BERT is described as a “pre-trained deep learning natural language framework that has given state-of-the-art results on a wide variety of natural language processing tasks.”
It is a Google algorithmic update, currently impacting 10% of queries in search results and affecting featured snippet results in countries where they were present.
Google describes BERT as the largest change to its search system since the company introduced RankBrain.
What Does It Affect?
It’s about semantics. It now means that words which are similar “types of things” are thought to have ‘semantic similarity’. For example, a car and a lorry have semantic similarity because they are both types of vehicles.
Relatedness is different from semantic similarity. For example, a car is similar to a lorry since they are both vehicles, but a car is related to concepts of “road” and “driving.” So, you might expect to find a car mentioned in amongst a page about road and driving, or in a page sitting nearby (linked or in the section – category or subcategory) a page about a car.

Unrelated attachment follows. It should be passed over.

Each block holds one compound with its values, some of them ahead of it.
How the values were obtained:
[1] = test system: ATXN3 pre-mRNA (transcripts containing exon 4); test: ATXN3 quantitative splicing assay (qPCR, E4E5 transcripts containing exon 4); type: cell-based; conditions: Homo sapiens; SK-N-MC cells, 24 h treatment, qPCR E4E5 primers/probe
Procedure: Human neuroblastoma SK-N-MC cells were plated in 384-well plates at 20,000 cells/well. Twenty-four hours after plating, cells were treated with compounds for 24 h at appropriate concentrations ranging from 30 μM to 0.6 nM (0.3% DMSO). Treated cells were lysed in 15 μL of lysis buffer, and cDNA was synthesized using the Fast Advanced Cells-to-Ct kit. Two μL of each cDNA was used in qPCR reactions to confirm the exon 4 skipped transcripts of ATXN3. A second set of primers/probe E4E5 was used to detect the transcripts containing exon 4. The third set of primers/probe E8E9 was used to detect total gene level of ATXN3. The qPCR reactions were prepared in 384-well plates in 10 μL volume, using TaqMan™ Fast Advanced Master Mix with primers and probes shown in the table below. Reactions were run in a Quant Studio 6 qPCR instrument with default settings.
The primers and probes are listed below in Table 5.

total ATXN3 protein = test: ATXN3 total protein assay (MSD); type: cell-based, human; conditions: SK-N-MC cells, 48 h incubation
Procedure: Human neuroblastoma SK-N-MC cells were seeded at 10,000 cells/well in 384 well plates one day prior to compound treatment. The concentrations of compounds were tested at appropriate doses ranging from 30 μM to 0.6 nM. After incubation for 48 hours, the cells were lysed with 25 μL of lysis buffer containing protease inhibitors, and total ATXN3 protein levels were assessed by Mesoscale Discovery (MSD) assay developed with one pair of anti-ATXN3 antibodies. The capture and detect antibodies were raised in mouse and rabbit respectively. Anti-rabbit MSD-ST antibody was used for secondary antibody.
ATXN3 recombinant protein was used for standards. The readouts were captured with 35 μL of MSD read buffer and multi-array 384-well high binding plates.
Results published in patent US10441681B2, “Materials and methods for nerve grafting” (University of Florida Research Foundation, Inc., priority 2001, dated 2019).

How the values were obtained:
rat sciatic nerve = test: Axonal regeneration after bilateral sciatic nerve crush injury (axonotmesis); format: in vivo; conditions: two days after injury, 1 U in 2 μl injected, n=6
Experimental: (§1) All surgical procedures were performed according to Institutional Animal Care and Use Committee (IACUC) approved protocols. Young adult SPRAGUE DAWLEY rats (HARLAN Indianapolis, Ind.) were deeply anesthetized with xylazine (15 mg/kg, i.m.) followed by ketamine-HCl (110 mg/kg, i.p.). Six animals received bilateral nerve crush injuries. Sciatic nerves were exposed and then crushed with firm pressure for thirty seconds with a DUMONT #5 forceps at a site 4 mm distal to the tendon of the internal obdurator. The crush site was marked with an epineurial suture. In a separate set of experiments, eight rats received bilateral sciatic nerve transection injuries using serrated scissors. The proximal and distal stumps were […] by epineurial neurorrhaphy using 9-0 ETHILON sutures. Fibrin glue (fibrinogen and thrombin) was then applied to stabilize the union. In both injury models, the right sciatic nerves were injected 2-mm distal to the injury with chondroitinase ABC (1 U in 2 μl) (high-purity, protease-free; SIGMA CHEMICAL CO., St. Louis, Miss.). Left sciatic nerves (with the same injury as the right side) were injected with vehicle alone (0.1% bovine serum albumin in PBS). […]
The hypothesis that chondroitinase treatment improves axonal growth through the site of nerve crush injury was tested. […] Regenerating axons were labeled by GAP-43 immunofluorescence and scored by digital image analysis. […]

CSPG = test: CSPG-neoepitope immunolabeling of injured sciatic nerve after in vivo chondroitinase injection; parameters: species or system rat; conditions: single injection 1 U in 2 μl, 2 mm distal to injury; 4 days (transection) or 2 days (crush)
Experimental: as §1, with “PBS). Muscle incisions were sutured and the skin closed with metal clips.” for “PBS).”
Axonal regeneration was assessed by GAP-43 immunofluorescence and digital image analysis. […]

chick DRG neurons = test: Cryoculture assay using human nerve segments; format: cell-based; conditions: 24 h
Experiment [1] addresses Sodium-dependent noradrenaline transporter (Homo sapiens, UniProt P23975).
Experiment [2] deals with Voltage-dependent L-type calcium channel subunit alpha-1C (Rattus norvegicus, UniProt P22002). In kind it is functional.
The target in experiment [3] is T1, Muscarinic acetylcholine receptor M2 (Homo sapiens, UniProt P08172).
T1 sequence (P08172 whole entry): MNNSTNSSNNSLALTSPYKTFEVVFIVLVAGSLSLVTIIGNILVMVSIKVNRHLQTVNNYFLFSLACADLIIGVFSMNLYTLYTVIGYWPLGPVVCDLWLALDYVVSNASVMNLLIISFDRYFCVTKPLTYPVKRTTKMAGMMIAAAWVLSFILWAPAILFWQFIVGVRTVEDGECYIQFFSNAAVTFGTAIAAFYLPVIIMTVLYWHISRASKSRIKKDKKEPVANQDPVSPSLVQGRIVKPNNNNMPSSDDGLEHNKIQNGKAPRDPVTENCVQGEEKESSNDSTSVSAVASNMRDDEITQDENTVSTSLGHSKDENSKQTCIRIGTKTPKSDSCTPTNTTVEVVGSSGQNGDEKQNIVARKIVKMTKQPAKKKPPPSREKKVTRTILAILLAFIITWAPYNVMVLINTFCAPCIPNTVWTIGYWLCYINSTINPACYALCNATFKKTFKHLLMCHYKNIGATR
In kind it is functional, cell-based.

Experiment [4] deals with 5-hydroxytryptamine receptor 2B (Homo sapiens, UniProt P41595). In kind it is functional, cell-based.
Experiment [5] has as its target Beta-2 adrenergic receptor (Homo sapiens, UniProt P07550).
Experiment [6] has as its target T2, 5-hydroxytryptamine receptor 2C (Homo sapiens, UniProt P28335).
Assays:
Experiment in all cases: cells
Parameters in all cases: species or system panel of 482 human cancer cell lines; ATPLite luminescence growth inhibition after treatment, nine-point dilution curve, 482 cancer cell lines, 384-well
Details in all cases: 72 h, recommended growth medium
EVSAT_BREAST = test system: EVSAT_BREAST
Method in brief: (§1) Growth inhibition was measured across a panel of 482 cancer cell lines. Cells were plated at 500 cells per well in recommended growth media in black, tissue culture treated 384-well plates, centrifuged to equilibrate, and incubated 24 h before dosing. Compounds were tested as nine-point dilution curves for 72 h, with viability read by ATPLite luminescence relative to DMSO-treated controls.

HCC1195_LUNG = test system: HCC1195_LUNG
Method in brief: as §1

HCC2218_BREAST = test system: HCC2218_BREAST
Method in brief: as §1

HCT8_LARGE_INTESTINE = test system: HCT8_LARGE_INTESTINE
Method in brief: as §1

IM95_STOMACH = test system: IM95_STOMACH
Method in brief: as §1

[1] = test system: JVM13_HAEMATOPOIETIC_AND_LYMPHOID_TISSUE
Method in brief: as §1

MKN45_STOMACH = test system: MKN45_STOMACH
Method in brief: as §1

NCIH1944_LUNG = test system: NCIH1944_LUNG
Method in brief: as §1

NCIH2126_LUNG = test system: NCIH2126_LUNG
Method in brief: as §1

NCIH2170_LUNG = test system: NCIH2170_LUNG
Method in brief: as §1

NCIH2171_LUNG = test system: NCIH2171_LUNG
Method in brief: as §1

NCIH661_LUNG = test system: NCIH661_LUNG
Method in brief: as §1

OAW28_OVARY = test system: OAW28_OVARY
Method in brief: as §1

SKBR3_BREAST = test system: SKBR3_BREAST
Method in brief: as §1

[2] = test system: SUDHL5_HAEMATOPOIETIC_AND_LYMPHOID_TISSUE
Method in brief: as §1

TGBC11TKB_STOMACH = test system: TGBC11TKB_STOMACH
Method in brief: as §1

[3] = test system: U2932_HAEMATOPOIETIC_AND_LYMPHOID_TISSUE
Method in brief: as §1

What does BERT mean for SEO?
There have been so many articles written about BERT recently, but essentially it is designed to improve human language understanding for machines
From a search perspective, this could be in written or spoken queries entered by search engine users. BERT is mostly about resolving linguistic ambiguity in natural language.
BERT is not an algorithmic update like Penguin or Panda since BERT does not judge pages negatively or positively. Instead it improves the understanding of human language for Google search. It means that Google understands more about the meaning of content on pages and also the queries users enter by taking a word’s full context into consideration.
So, Can We Optimise For It?
It is highly unlikely any search engineer questioned could explain the reasons why something like BERT would make the decisions it does with regards to rankings (or anything).
BERT is thought to not always know why it makes decisions itself. How are SEOs then expected to try to “optimise” for it?
So What Can We Do?
BERT is designed to understand natural language – so keep it natural.
We should continue to create compelling, engaging, informative and well-structured content and build our website architectures in the same way you would for humans. This is a positive change.
Google simply got better at understanding the context in sentences and phrases and will become increasingly better over time.